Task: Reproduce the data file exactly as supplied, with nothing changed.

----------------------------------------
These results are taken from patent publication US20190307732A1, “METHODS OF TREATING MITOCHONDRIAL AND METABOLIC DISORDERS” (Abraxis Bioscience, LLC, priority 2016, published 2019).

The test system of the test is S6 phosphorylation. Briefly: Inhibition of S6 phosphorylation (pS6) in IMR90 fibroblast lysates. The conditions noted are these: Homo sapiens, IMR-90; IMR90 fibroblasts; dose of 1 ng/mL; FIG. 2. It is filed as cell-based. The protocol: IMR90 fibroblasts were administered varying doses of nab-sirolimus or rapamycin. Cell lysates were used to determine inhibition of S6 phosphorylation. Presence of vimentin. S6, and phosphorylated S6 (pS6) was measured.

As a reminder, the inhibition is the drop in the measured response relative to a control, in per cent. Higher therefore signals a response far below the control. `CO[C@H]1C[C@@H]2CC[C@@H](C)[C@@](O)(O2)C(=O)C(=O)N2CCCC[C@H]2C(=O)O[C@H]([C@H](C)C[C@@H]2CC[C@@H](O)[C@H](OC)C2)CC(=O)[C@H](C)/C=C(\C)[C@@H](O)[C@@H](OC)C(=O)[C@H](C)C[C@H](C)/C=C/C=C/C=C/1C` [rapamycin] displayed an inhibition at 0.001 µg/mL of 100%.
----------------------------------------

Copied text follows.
These results are taken from patent publication US20190307732A1, “METHODS OF TREATING MITOCHONDRIAL AND METABOLIC DISORDERS” (Abraxis Bioscience, LLC, priority 2016, published 2019).

The test system of the test is S6 phosphorylation. Briefly: Inhibition of S6 phosphorylation (pS6) in IMR90 fibroblast lysates. The conditions noted are these: Homo sapiens, IMR-90; IMR90 fibroblasts; dose of 1 ng/mL; FIG. 2. It is filed as cell-based. The protocol: IMR90 fibroblasts were administered varying doses of nab-sirolimus or rapamycin. Cell lysates were used to determine inhibition of S6 phosphorylation. Presence of vimentin. S6, and phosphorylated S6 (pS6) was measured.

As a reminder, the inhibition is the drop in the measured response relative to a control, in per cent. Higher therefore signals a response far below the control. `CO[C@H]1C[C@@H]2CC[C@@H](C)[C@@](O)(O2)C(=O)C(=O)N2CCCC[C@H]2C(=O)O[C@H]([C@H](C)C[C@@H]2CC[C@@H](O)[C@H](OC)C2)CC(=O)[C@H](C)/C=C(\C)[C@@H](O)[C@@H](OC)C(=O)[C@H](C)C[C@H](C)/C=C/C=C/C=C/1C` [rapamycin] displayed an inhibition at 0.001 µg/mL of 100%.